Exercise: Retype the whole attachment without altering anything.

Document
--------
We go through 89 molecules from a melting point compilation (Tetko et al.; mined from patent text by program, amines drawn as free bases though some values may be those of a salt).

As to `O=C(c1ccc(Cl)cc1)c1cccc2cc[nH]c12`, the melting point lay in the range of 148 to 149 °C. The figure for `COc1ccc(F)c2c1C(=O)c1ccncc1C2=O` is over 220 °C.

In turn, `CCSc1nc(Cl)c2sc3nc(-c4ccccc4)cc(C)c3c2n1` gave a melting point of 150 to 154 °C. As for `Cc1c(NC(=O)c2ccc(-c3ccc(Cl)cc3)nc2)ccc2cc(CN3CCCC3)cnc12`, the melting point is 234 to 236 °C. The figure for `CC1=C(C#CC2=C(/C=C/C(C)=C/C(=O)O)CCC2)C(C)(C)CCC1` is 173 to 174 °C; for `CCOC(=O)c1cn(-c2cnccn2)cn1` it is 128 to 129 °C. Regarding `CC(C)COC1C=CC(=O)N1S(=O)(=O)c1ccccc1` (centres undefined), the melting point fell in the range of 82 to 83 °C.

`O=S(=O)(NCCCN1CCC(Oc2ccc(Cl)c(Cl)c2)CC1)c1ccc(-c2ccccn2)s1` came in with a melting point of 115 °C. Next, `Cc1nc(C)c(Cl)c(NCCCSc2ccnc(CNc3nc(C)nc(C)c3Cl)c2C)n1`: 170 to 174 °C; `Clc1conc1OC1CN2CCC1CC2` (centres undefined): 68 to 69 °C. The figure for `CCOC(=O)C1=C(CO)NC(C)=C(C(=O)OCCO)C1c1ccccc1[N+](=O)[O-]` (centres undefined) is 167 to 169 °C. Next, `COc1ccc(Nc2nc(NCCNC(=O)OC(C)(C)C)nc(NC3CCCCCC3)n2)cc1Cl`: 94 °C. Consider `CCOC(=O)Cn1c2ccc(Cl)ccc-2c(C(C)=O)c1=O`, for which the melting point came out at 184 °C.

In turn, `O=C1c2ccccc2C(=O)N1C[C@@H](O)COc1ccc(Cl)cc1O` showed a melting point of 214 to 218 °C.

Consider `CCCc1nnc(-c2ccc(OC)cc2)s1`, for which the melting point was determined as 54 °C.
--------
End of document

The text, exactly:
We go through 89 molecules from a melting point compilation (Tetko et al.; mined from patent text by program, amines drawn as free bases though some values may be those of a salt).

As to `O=C(c1ccc(Cl)cc1)c1cccc2cc[nH]c12`, the melting point lay in the range of 148 to 149 °C. The figure for `COc1ccc(F)c2c1C(=O)c1ccncc1C2=O` is over 220 °C.

In turn, `CCSc1nc(Cl)c2sc3nc(-c4ccccc4)cc(C)c3c2n1` gave a melting point of 150 to 154 °C. As for `Cc1c(NC(=O)c2ccc(-c3ccc(Cl)cc3)nc2)ccc2cc(CN3CCCC3)cnc12`, the melting point is 234 to 236 °C. The figure for `CC1=C(C#CC2=C(/C=C/C(C)=C/C(=O)O)CCC2)C(C)(C)CCC1` is 173 to 174 °C; for `CCOC(=O)c1cn(-c2cnccn2)cn1` it is 128 to 129 °C. Regarding `CC(C)COC1C=CC(=O)N1S(=O)(=O)c1ccccc1` (centres undefined), the melting point fell in the range of 82 to 83 °C.

`O=S(=O)(NCCCN1CCC(Oc2ccc(Cl)c(Cl)c2)CC1)c1ccc(-c2ccccn2)s1` came in with a melting point of 115 °C. Next, `Cc1nc(C)c(Cl)c(NCCCSc2ccnc(CNc3nc(C)nc(C)c3Cl)c2C)n1`: 170 to 174 °C; `Clc1conc1OC1CN2CCC1CC2` (centres undefined): 68 to 69 °C. The figure for `CCOC(=O)C1=C(CO)NC(C)=C(C(=O)OCCO)C1c1ccccc1[N+](=O)[O-]` (centres undefined) is 167 to 169 °C. Next, `COc1ccc(Nc2nc(NCCNC(=O)OC(C)(C)C)nc(NC3CCCCCC3)n2)cc1Cl`: 94 °C. Consider `CCOC(=O)Cn1c2ccc(Cl)ccc-2c(C(C)=O)c1=O`, for which the melting point came out at 184 °C.

In turn, `O=C1c2ccccc2C(=O)N1C[C@@H](O)COc1ccc(Cl)cc1O` showed a melting point of 214 to 218 °C.

Consider `CCCc1nnc(-c2ccc(OC)cc2)s1`, for which the melting point was determined as 54 °C.